Billionaire Charlie Munger responds to criticism of his mostly windowless mega-dorm project: 'I'd rather be a billionaire and not be loved by everybody'

Lane Hickenbottom/Reuters

  • Billionaire Charlie Munger donated $200 million to the University of California, Santa Barbara.

  • In exchange for the money, Munger's blueprints for a nearly windowless mega-dorm cannot be changed.

  • The design has been lambasted by critics, which Munger dismissed this week.

Billionaire Charlie Munger isn't hearing criticism of his blueprints for a 4,500-student mega-dorm project at the University of California, Santa Barbara.

"You've got to get used to the fact that billionaires aren't the most popular people in our society," Munger told MarketWatch. "I'd rather be a billionaire and not be loved by everybody than not have any money."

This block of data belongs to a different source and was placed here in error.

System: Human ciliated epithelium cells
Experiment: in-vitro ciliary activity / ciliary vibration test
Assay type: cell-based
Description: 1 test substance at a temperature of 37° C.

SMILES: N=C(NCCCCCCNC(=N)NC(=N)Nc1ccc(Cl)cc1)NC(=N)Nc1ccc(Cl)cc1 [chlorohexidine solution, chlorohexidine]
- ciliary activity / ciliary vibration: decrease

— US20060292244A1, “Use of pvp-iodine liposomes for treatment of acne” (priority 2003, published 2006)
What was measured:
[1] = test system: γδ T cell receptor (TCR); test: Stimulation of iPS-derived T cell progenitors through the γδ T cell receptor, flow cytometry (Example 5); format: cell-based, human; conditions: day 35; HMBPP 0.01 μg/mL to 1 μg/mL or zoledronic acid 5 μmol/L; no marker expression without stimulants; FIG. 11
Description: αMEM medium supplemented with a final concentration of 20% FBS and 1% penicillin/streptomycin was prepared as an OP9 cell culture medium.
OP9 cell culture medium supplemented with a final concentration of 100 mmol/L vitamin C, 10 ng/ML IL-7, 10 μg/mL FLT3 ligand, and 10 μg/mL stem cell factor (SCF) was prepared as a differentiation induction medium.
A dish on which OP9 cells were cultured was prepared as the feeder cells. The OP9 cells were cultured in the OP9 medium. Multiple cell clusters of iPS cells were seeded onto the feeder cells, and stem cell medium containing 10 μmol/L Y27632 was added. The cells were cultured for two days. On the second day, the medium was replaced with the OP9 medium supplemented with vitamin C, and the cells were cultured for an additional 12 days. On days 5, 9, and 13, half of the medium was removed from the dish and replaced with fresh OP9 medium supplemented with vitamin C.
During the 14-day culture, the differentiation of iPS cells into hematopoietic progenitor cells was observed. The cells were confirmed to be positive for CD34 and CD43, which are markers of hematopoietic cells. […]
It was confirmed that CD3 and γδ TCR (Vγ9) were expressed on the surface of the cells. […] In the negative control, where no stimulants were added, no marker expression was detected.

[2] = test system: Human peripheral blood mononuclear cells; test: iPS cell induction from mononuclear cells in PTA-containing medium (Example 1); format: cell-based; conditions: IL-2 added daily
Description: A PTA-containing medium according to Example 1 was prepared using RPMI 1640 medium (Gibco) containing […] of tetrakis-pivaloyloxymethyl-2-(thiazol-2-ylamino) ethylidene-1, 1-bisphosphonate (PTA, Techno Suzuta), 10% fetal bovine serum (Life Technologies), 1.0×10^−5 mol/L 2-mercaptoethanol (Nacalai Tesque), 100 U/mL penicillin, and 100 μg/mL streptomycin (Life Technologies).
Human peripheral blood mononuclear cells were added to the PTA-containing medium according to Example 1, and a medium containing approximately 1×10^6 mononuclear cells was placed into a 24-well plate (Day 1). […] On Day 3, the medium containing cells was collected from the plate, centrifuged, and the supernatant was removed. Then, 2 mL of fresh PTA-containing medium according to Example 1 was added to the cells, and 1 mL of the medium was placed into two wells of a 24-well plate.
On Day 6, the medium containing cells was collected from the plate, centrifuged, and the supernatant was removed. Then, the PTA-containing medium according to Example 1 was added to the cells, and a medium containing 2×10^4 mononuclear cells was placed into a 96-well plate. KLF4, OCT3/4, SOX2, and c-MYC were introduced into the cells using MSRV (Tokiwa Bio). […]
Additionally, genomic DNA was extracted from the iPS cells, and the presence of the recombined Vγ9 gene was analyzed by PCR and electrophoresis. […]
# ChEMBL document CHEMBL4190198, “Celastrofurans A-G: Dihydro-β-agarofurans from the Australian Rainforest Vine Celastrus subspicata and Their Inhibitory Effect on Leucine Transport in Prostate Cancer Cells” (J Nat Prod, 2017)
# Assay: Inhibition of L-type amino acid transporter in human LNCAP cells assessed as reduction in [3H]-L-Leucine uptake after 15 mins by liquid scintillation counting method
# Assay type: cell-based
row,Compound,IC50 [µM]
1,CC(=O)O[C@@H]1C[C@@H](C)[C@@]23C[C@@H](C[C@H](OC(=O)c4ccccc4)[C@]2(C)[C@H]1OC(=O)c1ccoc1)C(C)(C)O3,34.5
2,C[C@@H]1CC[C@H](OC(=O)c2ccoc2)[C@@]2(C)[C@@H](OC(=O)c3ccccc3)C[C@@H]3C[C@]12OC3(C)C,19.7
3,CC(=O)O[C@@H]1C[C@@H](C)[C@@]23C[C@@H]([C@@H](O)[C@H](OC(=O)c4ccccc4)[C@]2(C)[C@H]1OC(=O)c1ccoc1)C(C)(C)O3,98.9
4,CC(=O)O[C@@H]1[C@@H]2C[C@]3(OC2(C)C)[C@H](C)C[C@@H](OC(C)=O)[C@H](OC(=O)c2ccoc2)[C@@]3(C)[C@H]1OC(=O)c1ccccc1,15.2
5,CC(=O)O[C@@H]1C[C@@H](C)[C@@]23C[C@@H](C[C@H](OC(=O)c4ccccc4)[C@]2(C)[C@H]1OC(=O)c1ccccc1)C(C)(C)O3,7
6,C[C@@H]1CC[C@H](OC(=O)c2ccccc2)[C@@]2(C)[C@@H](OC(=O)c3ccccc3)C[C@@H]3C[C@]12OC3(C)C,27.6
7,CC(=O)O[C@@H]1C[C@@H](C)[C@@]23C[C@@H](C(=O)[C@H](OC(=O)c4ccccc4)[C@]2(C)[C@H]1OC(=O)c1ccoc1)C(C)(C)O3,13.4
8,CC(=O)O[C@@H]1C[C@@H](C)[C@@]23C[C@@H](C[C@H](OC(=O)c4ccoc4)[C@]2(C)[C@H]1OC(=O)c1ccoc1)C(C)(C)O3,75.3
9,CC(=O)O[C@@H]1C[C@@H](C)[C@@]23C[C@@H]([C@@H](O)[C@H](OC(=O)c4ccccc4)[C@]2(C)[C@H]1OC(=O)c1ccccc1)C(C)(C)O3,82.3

Critics have blasted Munger's plans for resembling a prison more than a student dormitory: Over 90% of the building's 4,500+ occupants would live in windowless rooms, which Munger believes will encourage interactivity among students.

The project hinges on a $200 million donation from Munger, which includes a clause that says his plans cannot be changed. The dormitory, which is named "Munger Hall" in honor of the billionaire's donation, is expected to cost about $1.5 billion in total.

The massive dorm was lambasted by UC Santa Barbara consulting architect Dennis McFadden, who resigned from the project, according to the Santa Barbara Independent. In his resignation letter, McFadden said he couldn't support the plans "from my perspective as an architect, a parent, and a human being."

But despite one of the school's consulting architects quitting in protest over the plans, Munger is sticking to his guns.

"I think the building will be a huge success," he said. "It's hard to get any two architects to ever agree about anything. Architecture is a game of trade-offs."

And Munger isn't the only one shrugging off critics of the mega-dorm. 

"The Munger Hall project and design is continuing to move forward as planned," a spokesperson from UCSB told Insider last week. "We are delighted to be moving forward with this transformational project that directly addresses the campus's great need for more student housing."

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